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museum hours

gabriel sierra
kurimanzutto, mexico city
september 5 – october 12, 2019
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horas de museo (museum hours), kurimanzutto, mexico city, 2019

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horas de museo (museum hours), kurimanzutto, mexico city, 2019

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horas de museo (museum hours), kurimanzutto, mexico city, 2019

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horas de museo (museum hours), kurimanzutto, mexico city, 2019

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horas de museo (museum hours), kurimanzutto, mexico city, 2019

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horas de museo (museum hours), kurimanzutto, mexico city, 2019

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horas de museo (museum hours), kurimanzutto, mexico city, 2019

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horas de museo (museum hours), kurimanzutto, mexico city, 2019

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horas de museo (museum hours), kurimanzutto, mexico city, 2019

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horas de museo (museum hours), kurimanzutto, mexico city, 2019

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horas de museo (museum hours), kurimanzutto, mexico city, 2019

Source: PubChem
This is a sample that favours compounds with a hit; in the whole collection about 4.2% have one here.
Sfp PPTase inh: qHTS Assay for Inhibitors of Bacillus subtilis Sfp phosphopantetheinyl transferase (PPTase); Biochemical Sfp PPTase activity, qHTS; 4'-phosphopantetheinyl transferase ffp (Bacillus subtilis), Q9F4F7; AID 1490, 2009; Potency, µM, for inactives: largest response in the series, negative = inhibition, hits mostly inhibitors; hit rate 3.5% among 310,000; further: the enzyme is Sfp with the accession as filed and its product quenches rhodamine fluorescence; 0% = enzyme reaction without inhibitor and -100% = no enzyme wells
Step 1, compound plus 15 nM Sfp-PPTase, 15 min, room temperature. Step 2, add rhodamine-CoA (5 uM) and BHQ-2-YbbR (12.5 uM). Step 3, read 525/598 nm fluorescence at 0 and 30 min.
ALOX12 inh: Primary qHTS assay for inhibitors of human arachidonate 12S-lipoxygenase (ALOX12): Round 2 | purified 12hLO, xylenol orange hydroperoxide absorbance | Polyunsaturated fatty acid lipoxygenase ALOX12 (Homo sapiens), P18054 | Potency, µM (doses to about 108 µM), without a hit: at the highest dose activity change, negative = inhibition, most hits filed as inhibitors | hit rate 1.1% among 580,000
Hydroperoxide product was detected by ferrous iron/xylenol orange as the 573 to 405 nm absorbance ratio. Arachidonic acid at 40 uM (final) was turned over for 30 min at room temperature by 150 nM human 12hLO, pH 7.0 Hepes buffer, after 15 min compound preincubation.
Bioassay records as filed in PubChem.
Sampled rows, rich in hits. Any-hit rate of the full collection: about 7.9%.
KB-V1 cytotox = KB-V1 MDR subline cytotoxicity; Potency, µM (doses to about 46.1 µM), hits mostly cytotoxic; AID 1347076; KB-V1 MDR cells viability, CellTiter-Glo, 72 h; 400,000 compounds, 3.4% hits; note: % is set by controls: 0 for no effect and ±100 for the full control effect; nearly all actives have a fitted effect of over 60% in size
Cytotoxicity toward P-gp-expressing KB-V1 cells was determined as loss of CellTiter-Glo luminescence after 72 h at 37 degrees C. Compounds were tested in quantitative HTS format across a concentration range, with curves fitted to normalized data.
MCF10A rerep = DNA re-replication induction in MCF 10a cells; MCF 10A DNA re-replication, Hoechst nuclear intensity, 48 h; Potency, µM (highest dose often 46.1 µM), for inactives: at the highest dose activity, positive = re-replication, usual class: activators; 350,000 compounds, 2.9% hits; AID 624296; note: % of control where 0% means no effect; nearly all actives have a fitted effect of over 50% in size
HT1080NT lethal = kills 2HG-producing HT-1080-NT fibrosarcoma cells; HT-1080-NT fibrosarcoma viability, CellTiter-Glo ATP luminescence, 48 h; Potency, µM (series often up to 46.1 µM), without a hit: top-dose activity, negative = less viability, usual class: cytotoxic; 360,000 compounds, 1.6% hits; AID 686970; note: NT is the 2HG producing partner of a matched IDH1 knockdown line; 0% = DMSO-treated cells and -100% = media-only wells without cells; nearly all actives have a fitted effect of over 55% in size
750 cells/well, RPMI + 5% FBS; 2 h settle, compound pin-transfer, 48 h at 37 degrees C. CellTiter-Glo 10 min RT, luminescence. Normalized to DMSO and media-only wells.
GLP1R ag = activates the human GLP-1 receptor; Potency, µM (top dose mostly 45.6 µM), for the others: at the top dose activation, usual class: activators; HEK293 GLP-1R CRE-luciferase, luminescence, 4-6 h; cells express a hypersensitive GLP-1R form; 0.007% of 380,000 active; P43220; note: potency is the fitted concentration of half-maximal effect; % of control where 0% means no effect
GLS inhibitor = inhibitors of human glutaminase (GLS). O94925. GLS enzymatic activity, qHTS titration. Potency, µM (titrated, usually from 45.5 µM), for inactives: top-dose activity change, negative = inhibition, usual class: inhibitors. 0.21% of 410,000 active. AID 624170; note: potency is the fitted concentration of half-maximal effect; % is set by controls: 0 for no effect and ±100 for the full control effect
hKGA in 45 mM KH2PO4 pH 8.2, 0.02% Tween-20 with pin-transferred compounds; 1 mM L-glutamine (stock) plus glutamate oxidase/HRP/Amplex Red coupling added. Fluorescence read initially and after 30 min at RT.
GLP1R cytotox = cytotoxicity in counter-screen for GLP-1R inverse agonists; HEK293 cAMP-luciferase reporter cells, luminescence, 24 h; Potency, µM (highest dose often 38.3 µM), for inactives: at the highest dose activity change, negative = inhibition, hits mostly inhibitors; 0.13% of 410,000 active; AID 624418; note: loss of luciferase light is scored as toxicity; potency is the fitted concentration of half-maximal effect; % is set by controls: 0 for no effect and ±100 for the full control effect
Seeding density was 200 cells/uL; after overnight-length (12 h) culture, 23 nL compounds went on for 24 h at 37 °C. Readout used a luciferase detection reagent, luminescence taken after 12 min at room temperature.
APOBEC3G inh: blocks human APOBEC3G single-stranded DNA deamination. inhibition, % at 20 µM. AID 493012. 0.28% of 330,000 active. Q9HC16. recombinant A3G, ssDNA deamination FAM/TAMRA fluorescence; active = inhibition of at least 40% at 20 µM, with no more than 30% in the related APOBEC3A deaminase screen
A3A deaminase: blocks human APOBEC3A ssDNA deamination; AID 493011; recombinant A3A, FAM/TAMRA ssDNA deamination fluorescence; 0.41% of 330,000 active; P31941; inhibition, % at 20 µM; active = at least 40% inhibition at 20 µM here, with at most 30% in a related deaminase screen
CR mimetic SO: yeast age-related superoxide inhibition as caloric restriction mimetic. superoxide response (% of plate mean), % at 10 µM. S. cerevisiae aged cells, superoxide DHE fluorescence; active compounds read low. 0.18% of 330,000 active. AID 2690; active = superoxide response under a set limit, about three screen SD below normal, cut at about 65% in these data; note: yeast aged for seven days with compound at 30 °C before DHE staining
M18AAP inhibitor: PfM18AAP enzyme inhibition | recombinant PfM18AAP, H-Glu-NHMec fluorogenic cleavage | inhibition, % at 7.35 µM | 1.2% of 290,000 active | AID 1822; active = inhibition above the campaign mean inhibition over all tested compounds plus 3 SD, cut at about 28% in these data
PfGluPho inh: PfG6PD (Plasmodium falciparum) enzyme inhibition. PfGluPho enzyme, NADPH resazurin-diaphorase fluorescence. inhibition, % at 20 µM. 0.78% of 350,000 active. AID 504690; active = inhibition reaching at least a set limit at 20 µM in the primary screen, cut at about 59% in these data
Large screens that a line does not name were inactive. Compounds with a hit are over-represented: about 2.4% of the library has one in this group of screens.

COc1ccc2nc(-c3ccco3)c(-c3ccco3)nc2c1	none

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horas de museo (museum hours), kurimanzutto, mexico city, 2019

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horas de museo (museum hours), kurimanzutto, mexico city, 2019

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horas de museo (museum hours), kurimanzutto, mexico city, 2019

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horas de museo (museum hours), kurimanzutto, mexico city, 2019

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horas de museo (museum hours), kurimanzutto, mexico city, 2019

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horas de museo (museum hours), kurimanzutto, mexico city, 2019

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horas de museo (museum hours), kurimanzutto, mexico city, 2019

Horas de Museo is an attempt to reconstruct a collective exhibition that occurred in 1975, organized by a group of enthusiasts and creators of the cultural scene of the moment. The exhibition presents works that could be situated in the modernist tradition of the West. They also capture echoes of political circumstances directly associated with problems of conceptual art. The works and documents collected in the exhibition come from Archiva, a center for experiments and visual documents, and from the Z-C Institute, commonly known as the Sunday Carpenters Club.

 

Horas de Museo talks about changes in the patterns of thinking, communication and lost languages of culture. These works occupy sporadic moments of history and which, in one way or another, affect the perception of today’s world.

 

This exhibition is based on the interpretation of a dream by Gabriel Sierra and on his novel —yet to be published— entitled Siete cavernas (Seven Caves).

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